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Download Fundamentals of Abstract Analysis fb2

by Andrew Gleason
Download Fundamentals of Abstract Analysis fb2
Mathematics
  • Author:
    Andrew Gleason
  • ISBN:
    0867202092
  • ISBN13:
    978-0867202090
  • Genre:
  • Publisher:
    A K Peters/CRC Press; First Edition edition (November 2, 1992)
  • Pages:
    416 pages
  • Subcategory:
    Mathematics
  • Language:
  • FB2 format
    1583 kb
  • ePUB format
    1725 kb
  • DJVU format
    1434 kb
  • Rating:
    4.6
  • Votes:
    495
  • Formats:
    mobi txt lit lrf


Fundamentals of Abstract Analysis was our prescribed text in my Advanced Calculus class. I got hold of this book from our college library. The way Gleason presented topics form this course was brilliant.

Fundamentals of Abstract Analysis was our prescribed text in my Advanced Calculus class. Although this course is not a basic calculus course, this is a must for mathematics majors who wish to pursue masters and doctorate degrees in the future. This book is recommended for students with a more mathematical maturity than that afforded by the usual freshman-sophomore courses in calculus.

This classic is an ideal introduction for students into the methodology and thinking of higher mathematics. It covers material not usually taught in the more introductory classes and will give students a well-rounded foundation for future studies. Categories: Mathematics\Analysis.

Fundamentals of Abstract Analysis book. This classic is an ideal introduction for students into.

Other readers will always be interested in your opinion of the books you've read. Whether you've loved the book or not, if you give your honest and detailed thoughts then people will find new books that are right for them

Other readers will always be interested in your opinion of the books you've read. Whether you've loved the book or not, if you give your honest and detailed thoughts then people will find new books that are right for them. 1. An Introduction to Linear Algebra.

ANDREW M. GLEASON, Harvard University. Fundamentals of Abstract Analysis. Laddison-wesley, publishing company. Reading, massachusetts palo alto london don mills, ontario contents. Chapter 1. Sets 1-1. The notion of set 1 1-2. Equality 2 1-3. Parentheses 3 1-4.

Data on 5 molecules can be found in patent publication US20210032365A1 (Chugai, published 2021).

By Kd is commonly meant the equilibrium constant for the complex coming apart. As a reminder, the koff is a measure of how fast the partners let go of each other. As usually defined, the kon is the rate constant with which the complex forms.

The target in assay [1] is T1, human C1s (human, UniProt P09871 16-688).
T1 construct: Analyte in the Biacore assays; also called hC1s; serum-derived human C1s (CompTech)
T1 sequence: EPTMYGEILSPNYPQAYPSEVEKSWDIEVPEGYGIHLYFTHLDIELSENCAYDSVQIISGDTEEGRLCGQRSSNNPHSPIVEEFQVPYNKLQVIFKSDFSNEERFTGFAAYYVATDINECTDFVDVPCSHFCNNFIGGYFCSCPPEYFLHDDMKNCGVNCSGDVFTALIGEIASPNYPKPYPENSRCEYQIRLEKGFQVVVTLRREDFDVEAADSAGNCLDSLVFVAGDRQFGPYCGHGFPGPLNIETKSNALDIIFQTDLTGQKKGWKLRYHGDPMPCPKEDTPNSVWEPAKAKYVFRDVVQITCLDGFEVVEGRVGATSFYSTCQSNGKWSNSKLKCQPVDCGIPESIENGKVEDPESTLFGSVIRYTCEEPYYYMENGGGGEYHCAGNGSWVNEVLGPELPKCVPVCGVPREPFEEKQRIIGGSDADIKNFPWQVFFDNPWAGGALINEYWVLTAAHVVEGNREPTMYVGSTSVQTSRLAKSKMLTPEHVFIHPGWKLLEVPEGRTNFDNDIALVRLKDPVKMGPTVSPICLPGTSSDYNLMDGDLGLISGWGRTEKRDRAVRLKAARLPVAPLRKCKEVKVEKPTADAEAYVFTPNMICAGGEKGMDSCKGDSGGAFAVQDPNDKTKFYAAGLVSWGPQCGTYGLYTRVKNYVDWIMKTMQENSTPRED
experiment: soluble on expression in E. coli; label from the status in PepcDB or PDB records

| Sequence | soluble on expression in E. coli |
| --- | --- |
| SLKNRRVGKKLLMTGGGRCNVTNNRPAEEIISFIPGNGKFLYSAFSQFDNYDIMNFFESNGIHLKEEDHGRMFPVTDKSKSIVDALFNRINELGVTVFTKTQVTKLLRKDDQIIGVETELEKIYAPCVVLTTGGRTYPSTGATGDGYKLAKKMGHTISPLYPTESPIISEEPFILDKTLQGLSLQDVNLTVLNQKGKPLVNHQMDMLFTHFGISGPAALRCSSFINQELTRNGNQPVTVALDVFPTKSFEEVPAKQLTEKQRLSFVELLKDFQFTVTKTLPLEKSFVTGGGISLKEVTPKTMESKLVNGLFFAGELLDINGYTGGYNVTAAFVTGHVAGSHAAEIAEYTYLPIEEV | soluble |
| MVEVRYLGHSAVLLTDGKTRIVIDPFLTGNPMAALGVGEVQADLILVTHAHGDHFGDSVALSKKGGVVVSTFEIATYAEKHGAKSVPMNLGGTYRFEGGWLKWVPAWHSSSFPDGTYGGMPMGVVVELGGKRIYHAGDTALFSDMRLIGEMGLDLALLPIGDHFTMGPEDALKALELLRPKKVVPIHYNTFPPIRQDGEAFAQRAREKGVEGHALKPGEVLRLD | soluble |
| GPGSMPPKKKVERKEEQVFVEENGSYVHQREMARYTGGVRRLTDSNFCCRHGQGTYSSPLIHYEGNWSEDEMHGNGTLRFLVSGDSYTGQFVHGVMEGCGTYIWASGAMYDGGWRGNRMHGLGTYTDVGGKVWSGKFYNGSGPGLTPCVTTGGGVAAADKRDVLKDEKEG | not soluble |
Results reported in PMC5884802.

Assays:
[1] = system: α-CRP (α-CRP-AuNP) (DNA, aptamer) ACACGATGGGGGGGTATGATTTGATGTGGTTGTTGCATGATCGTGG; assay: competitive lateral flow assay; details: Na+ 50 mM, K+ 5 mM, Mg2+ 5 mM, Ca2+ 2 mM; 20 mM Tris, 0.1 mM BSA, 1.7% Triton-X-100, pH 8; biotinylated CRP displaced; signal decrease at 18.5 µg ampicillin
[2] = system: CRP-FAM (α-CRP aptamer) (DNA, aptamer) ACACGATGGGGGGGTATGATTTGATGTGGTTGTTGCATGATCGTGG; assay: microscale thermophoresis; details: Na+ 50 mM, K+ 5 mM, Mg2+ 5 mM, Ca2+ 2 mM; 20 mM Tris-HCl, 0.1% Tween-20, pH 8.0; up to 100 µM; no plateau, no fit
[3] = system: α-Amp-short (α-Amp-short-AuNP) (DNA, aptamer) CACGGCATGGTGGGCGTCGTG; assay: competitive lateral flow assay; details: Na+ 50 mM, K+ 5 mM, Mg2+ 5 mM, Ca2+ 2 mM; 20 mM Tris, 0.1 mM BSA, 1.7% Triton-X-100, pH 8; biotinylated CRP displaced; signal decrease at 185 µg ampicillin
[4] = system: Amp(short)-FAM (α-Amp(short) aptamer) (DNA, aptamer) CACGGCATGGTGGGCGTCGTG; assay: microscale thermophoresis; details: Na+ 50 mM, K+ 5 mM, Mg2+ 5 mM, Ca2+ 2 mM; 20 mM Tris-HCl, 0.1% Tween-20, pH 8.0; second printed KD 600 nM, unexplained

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Fundamental analysis helps both the novice and the experienced traders, to make, better and . The book has a good introduction to fundamental analysis and it also provides the reader with detailed information on investing

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Rich Vulture
Note, first: Solutions to most Exercises concludes this fine (1991 edition) textbook---spanning more than fifty pages--thus, a useful reference !
" Exercises are arranged roughly in order of increasing order of difficulty." (Preface). Excellent pedagogy !
And, if said solution is unavailable, a hint is provided. Also, reading the preface: "...intended for...fourth-year students, give, or take a year."
Be that as it may, I would not hand this to a third-year student, it would likely be most challenging--too-- for the fourth-year student. In fact, it seems to me that many an instructor would eschew the text primarily due to its idiosyncratic and creative discourse (no integration theory, for instance).
Hopefully, I am in error on that score ! My observations upon this insightful textbook:
(1) Sets, Logic, Functions and Relations--fundamental concepts for which you will spend the initial fifty pages. Abstract, yet necessary foundation.
(2) We note: " an ordered pair will be called a configuration." (page 55). Read: "set-theoretic descriptions are often clumsy, oblique, and non-intuitive.
Still, they are always precise." (page 61). Style of the author: glance at the proof of proposition #5.1.3 (page 66)--short, but sweet !
(3) Chapter Six is where we really hit the ground running: Order..."is an abstraction of the notion of dominance." Careful reading of this chapter will serve one well. Next, a favorite topic of mine:
(4) Mathematical Induction. Approximately ten pages of exposition. The concept of "chains" is introduced. (" a configuration of a set and a function.")